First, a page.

By Mike Whittlesey
Two contemporary holiday songs come to mind as we put the finishing touches on this, the annual holiday edition of The Progress Review. I’m not entirely sure where one draws the line to separate contemporary holiday songs from their traditional counterparts. Perhaps it’s more about the artist than the song itself, as Celebrate Me Home and Please Come Home for Christmas were made famous by popular versions recorded by Kenny Loggins and the Eagles, respectively. And while we call them contemporary songs, it’s important to note that Celebrate Me Home was recorded by Loggins in 1977, followed by Please Come Home for Christmas, a tune composed in 1960, which peaked at #18 for the Eagles on Billboard’s Hot 100 chart in 1978.
“Please celebrate me home. Play me one more song that I’ll always remember and I can recall. Whenever I find myself too all alone, I can sing me home,” Loggins sings.
Similarly, Don Henley and the Eagles sing about Christmas being “the time of year to be with the ones you love.”
Music has an incredible power to transport us back in time, especially during the holiday season.
“It’s not Christmas until I hear (insert the name of a particular song),” is a common refrain heard during the month of December. Because these songs recall memories of our childhood or some other time in our lives, they evoke strong feelings. The holiday season also offers many versions of the same song, and each of us have definite opinions about which ones we prefer. Given the choice, I’m quite certain my dad would have kicked Brenda Lee’s Marshmallow World to the curb in favor of Dean Martin’s rendition.
The holiday season is indeed, filled with traditions, from the food we eat and the songs we sing to the way we decorate our homes. The one constant of the crazy busy hustle and bustle of the season is home, and the family members who return there for Christmas.
At The Progress Review, the making of the holiday edition is filled with traditional features our readers have come to expect. Included in this edition are messages from area pastors, reflecting on the true meaning of the season. These messages of peace and hope are contrasted by brief essays composed by area fifth graders, sharing what Christmas means to them. The pages of this issue also contain greetings from area merchants. Their service to the community plays an important role in the local economy and quality of life we enjoy here in La Porte City. Finally, on page 16 you’ll find the announcement of the winners in the La Porte City Home Lighting Contest.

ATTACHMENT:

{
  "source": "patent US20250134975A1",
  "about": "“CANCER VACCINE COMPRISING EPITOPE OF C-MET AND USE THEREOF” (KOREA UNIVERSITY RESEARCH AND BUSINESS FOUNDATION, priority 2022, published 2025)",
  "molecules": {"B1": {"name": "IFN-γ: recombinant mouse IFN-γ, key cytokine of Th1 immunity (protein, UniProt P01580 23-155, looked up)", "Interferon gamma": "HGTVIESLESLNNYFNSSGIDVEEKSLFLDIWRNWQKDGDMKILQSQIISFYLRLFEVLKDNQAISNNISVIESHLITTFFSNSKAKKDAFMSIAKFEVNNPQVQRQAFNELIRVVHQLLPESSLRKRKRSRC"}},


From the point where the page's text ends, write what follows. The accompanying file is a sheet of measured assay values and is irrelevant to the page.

The weeks leading up to Christmas Day have been filled with thoughts and images of the holidays and home. We’ve attempted to capture that essence on the cover of this holiday edition, which depicts a Christmas tree adorned by several ornaments. If the tree represents the greater community we call home, each ornament offers a snapshot of the holiday spirit contained within its walls.
As we “decorated” the tree, it soon became apparent there were far too many “ornaments” to place upon its branches. So, in the interest of sharing a bit of holiday spirit, we invite you, dear reader, to Celebrate Me Home. This brief video slideshow features images captured in and around La Porte City during the holiday season. w.co. To view this special holiday greeting, logon to theprogressreview.co and click on the Celebrate Me Home link.
With 2014 on the near horizon, please accept our best wishes for a very happy holiday season, one filled with family wherever you call home.
-Mike and Jane Whittlesey